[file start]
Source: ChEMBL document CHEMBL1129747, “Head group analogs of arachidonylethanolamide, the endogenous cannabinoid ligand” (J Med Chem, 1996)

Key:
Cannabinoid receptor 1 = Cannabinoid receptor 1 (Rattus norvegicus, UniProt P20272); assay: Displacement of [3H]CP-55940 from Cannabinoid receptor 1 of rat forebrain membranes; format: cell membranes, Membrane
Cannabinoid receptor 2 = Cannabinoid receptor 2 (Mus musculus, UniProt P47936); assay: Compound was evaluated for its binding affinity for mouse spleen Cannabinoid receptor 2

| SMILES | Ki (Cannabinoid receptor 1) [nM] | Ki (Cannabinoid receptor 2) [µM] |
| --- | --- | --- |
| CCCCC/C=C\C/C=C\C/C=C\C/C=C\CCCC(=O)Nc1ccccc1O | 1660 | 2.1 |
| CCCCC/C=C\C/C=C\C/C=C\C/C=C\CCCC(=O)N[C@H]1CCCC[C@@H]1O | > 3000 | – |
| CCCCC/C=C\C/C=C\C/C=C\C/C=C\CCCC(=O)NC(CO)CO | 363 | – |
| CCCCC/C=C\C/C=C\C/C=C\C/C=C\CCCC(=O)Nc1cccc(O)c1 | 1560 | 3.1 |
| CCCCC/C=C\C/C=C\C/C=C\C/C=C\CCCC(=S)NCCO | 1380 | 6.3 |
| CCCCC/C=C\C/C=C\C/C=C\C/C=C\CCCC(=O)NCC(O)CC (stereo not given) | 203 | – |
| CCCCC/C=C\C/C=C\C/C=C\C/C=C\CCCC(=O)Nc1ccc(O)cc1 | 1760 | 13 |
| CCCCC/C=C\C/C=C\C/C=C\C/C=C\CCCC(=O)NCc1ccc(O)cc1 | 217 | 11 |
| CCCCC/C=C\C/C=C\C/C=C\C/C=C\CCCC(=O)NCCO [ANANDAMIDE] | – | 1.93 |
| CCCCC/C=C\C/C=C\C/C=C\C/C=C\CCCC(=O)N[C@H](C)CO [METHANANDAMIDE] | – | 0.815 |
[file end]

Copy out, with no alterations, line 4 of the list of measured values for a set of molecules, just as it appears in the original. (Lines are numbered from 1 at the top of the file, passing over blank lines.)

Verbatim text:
Cannabinoid receptor 2 = Cannabinoid receptor 2 (Mus musculus, UniProt P47936); assay: Compound was evaluated for its binding affinity for mouse spleen Cannabinoid receptor 2